STS-51L lessons and loss 30 years later
On Jan. 28, 1986, the 25th Space Shuttle mission (STS-51L) ended in tragedy just 73 seconds after lifting off from Launch Complex 39B at NASA’s Kennedy Space Center in Florida. Challenger was lost, along with its seven-member crew. The accident marked one of the darkest times in NASA’s history.
A presidential commission set up to investigate the accident concluded that a failure had occurred in the joint between the two lower segments of the right Solid Rocket Booster (SRB). The rubber seal, or O-ring, had hardened overnight in freezing weather and failed when the boosters ignited at launch. The escaping flame breached the External Tank, and the vehicle broke apart as the propellants ignited. The commission also concluded that there were flaws in the Shuttle Program. Many changes in the SRBs, the orbiter’s design, as well as in management, were made to improve safety.
Countdown to catastrophe
The objectives of mission STS-51L were to launch a new Tracking and Data Relay Satellite, to fly the Shuttle-Pointed Tool for Astronomy (SPARTAN-203) / Halley’s Comet Experiment Deployable to orbit, and to carry out a number of experiments, including the Fluid Dynamics Experiment, the Comet Halley Active Monitoring Program Phase Partitioning Experiment, and three Shuttle Student Involvement Program experiments.
A first-ever activity was the lesson-from-orbit that classroom teacher Christa McAuliffe planned to deliver. Although McAuliffe was, perhaps, the primary point of focus for the media, the other crew members included Francis R. Scobee, commander; Michael J. Smith, pilot; mission specialists Judith A. Resnik, Ellison Onizuka, and Ronald E. McNair; and non-NASA payload specialist Gregory Jarvis, an employee of Hughes Aerospace.
The launch, originally scheduled for Jan. 22, 1986, had been postponed six times because of bad weather and mechanical problems. When the decision was made to launch, the air temperature was 36°F (2°C), cold for Florida, even in January. Launch finally took place at 11:38 a.m. Eastern Standard Time.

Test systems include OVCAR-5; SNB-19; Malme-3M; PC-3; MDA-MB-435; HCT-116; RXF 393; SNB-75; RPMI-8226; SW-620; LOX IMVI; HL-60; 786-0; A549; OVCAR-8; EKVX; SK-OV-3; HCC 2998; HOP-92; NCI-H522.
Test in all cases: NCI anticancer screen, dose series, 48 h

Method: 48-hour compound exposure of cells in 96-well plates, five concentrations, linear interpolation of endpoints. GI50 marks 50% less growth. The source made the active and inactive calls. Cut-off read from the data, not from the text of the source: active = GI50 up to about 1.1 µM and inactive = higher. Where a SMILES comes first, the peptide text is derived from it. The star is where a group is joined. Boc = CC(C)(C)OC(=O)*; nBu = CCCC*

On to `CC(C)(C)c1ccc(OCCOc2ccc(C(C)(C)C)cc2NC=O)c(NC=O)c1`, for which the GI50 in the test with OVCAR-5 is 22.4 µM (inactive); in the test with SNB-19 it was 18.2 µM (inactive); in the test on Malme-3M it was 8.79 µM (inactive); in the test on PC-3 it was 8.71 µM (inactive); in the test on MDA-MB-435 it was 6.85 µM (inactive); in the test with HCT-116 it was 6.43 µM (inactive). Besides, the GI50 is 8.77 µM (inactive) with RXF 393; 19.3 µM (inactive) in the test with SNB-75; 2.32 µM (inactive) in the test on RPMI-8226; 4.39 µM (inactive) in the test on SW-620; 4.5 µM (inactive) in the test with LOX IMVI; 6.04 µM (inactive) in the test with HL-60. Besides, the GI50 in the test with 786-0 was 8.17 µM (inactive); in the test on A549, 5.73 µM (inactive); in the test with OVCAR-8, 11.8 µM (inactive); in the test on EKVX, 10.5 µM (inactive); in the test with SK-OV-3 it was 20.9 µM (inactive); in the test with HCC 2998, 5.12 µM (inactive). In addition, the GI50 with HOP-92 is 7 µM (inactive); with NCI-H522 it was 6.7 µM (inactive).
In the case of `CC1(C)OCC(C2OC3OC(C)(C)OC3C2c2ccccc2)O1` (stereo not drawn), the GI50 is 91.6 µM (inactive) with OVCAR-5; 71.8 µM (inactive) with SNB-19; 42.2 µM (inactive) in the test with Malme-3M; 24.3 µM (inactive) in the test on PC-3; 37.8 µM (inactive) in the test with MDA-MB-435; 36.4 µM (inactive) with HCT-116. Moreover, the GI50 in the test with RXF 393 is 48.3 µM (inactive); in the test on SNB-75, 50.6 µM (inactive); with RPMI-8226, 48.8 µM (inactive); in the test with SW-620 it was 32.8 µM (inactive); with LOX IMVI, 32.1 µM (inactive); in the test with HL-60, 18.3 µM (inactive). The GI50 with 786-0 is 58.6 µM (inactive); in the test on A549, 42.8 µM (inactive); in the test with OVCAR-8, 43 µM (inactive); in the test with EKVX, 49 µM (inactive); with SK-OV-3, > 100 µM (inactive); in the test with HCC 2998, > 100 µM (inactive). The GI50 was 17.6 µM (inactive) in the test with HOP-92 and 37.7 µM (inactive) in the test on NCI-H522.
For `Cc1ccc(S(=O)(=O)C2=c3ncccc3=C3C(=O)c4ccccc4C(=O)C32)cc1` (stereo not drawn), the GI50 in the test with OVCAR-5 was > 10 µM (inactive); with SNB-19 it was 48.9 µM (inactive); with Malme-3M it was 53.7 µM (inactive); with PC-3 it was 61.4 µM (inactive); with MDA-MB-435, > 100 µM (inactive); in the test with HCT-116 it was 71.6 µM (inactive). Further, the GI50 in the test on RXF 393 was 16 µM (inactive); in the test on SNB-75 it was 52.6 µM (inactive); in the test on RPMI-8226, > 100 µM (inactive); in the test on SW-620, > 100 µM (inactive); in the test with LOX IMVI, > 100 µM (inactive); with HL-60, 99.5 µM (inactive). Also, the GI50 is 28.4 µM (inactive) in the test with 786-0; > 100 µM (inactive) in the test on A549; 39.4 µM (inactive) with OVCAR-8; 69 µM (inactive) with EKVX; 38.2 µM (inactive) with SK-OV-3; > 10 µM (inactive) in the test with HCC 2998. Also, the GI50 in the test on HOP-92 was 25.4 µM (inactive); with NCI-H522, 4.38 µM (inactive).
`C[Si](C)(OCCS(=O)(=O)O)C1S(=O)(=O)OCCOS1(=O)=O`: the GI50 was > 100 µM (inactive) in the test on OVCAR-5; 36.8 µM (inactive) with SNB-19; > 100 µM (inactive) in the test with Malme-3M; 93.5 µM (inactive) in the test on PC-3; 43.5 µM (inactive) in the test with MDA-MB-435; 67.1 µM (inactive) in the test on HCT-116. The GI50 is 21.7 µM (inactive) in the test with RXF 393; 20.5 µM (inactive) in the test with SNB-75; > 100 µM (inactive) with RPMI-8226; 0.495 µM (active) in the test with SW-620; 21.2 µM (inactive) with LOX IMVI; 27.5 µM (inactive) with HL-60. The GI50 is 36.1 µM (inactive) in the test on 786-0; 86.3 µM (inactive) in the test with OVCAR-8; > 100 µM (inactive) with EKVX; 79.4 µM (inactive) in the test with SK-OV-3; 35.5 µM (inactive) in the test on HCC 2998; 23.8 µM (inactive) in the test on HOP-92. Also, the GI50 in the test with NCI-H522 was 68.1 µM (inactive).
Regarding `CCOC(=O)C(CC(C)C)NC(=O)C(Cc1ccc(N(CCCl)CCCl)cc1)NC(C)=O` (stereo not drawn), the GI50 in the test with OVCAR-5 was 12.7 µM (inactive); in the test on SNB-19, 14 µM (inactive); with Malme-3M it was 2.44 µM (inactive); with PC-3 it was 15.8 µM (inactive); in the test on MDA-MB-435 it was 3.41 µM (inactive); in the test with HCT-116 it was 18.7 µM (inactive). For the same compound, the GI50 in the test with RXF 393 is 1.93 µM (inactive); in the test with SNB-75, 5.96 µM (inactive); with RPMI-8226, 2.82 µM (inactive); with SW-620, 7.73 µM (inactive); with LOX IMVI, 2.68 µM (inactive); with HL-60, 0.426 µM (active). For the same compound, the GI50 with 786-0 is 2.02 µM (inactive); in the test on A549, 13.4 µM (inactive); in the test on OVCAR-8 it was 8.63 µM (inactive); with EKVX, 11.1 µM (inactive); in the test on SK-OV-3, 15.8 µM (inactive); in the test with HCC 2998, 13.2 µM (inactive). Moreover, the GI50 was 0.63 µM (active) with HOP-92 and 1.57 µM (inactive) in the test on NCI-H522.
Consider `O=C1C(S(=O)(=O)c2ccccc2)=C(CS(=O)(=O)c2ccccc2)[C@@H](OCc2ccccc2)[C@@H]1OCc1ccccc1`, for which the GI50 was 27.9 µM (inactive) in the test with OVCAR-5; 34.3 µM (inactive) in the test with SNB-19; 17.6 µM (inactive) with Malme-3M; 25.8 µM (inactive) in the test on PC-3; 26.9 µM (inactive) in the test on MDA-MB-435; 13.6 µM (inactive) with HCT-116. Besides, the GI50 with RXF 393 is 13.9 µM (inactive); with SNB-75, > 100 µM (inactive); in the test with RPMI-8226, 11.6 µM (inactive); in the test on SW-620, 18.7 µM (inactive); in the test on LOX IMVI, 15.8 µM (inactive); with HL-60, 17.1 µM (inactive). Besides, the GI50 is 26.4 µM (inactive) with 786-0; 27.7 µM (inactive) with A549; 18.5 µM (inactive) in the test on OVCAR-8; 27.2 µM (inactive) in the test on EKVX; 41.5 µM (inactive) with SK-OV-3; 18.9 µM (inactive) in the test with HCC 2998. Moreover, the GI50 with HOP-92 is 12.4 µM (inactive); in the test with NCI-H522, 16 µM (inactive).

Photographic data later revealed that the first indication of a problem occurred at 0.678 seconds into the flight, when a strong puff of gray smoke emerged from the vicinity of the aft field joint on the right solid rocket booster. The vaporized material streaming from the joint indicated the absence of a complete seal within the joint.
Shortly after that, observers saw eight distinctive puffs of increasingly blacker smoke. At just under a minute into the flight, the first flickering flame would be detected on image-enhanced film on the right solid rocket booster, and one film frame later, the flame was visible without image enhancement. It rapidly grew into a continuous, well-defined plume that was directed onto the surface of the massive external tank, which held the fuel for the main engines.
At 64 seconds came the first visual indication that the swirling flames from the right solid rocket booster had breached the external tank. Within 45 milliseconds of the breach, a bright, sustained glow developed on the black-tiled underside of the Challenger between it and the external tank.
Less than 10 seconds later, at an altitude of 46,000 feet (14,325 meters), Challenger was totally engulfed in rapidly-expanding flames. Seventy-three seconds after liftoff, it exploded, claiming the crew and vehicle while millions watched in horror on their televisions.
Moments after the explosion, all mission data, flight records, and launch facilities were impounded. Within an hour, NASA’s Associate Administrator for space flight, Jesse Moore, named an expert panel to investigate the disaster.
On Feb. 3, 1986, President Ronald Reagan announced the formation of a presidential commission to investigate the accident. The commission was headed by former Secretary of State and Attorney General William P. Rogers.
The commission immediately began a series of hearings that dealt with all areas of the Space Shuttle Program. In all, the commission interviewed more than 160 individuals and held more than 35 formal panel investigations, generating almost 12,000 pages of transcript. Almost 6,300 documents, totaling more than 122,000 pages and hundreds of photographs were examined and became part of the commission’s permanent database and archives.
Early in its investigations, the commission began to learn of the troubled history of the solid rocket motor joint and its seals. Commission members discovered that the manufacturer of the solid rocket booster, Morton Thiokol, had initially recommended against the launch of Challenger the night before because of concerns regarding the effects of the low temperature on the joint and seal. Following further testimony, Chairman Rogers issued a station noting that “the process [leading to the launch of Challenger] may have been flawed.”